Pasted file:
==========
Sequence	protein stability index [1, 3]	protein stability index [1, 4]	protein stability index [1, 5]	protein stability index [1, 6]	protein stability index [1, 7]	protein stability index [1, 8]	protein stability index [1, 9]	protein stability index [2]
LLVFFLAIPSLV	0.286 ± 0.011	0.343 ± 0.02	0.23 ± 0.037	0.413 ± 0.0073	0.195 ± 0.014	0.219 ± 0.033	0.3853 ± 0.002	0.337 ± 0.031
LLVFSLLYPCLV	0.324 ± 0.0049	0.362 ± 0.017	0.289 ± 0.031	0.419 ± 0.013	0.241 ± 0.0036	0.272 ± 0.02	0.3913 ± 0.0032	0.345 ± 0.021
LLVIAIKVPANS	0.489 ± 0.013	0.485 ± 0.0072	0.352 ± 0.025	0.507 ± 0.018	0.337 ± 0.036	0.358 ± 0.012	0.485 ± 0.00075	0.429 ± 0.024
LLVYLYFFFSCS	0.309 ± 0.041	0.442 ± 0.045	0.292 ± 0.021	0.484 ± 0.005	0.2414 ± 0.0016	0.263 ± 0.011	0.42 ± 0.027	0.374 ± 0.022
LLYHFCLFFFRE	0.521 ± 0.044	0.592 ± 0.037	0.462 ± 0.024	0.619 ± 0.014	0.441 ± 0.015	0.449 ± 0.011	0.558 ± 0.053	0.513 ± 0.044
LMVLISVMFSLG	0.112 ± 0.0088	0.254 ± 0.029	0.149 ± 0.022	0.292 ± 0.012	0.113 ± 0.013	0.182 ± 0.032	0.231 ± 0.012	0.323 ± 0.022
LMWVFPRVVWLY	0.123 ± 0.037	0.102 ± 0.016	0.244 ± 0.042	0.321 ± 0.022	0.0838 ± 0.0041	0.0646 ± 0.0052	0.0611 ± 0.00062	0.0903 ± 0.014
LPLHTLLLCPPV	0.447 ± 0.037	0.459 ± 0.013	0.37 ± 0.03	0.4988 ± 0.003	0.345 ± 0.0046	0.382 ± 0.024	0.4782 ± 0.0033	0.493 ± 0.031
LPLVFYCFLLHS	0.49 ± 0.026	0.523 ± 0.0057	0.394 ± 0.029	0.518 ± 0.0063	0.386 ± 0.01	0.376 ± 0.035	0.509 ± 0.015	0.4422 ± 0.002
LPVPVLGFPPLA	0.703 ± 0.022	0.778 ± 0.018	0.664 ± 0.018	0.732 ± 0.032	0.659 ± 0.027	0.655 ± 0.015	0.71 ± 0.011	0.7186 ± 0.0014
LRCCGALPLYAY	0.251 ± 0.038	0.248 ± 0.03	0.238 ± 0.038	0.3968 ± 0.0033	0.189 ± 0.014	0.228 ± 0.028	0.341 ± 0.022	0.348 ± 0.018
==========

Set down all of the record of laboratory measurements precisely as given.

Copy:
Sequence	protein stability index [1, 3]	protein stability index [1, 4]	protein stability index [1, 5]	protein stability index [1, 6]	protein stability index [1, 7]	protein stability index [1, 8]	protein stability index [1, 9]	protein stability index [2]
LLVFFLAIPSLV	0.286 ± 0.011	0.343 ± 0.02	0.23 ± 0.037	0.413 ± 0.0073	0.195 ± 0.014	0.219 ± 0.033	0.3853 ± 0.002	0.337 ± 0.031
LLVFSLLYPCLV	0.324 ± 0.0049	0.362 ± 0.017	0.289 ± 0.031	0.419 ± 0.013	0.241 ± 0.0036	0.272 ± 0.02	0.3913 ± 0.0032	0.345 ± 0.021
LLVIAIKVPANS	0.489 ± 0.013	0.485 ± 0.0072	0.352 ± 0.025	0.507 ± 0.018	0.337 ± 0.036	0.358 ± 0.012	0.485 ± 0.00075	0.429 ± 0.024
LLVYLYFFFSCS	0.309 ± 0.041	0.442 ± 0.045	0.292 ± 0.021	0.484 ± 0.005	0.2414 ± 0.0016	0.263 ± 0.011	0.42 ± 0.027	0.374 ± 0.022
LLYHFCLFFFRE	0.521 ± 0.044	0.592 ± 0.037	0.462 ± 0.024	0.619 ± 0.014	0.441 ± 0.015	0.449 ± 0.011	0.558 ± 0.053	0.513 ± 0.044
LMVLISVMFSLG	0.112 ± 0.0088	0.254 ± 0.029	0.149 ± 0.022	0.292 ± 0.012	0.113 ± 0.013	0.182 ± 0.032	0.231 ± 0.012	0.323 ± 0.022
LMWVFPRVVWLY	0.123 ± 0.037	0.102 ± 0.016	0.244 ± 0.042	0.321 ± 0.022	0.0838 ± 0.0041	0.0646 ± 0.0052	0.0611 ± 0.00062	0.0903 ± 0.014
LPLHTLLLCPPV	0.447 ± 0.037	0.459 ± 0.013	0.37 ± 0.03	0.4988 ± 0.003	0.345 ± 0.0046	0.382 ± 0.024	0.4782 ± 0.0033	0.493 ± 0.031
LPLVFYCFLLHS	0.49 ± 0.026	0.523 ± 0.0057	0.394 ± 0.029	0.518 ± 0.0063	0.386 ± 0.01	0.376 ± 0.035	0.509 ± 0.015	0.4422 ± 0.002
LPVPVLGFPPLA	0.703 ± 0.022	0.778 ± 0.018	0.664 ± 0.018	0.732 ± 0.032	0.659 ± 0.027	0.655 ± 0.015	0.71 ± 0.011	0.7186 ± 0.0014
LRCCGALPLYAY	0.251 ± 0.038	0.248 ± 0.03	0.238 ± 0.038	0.3968 ± 0.0033	0.189 ± 0.014	0.228 ± 0.028	0.341 ± 0.022	0.348 ± 0.018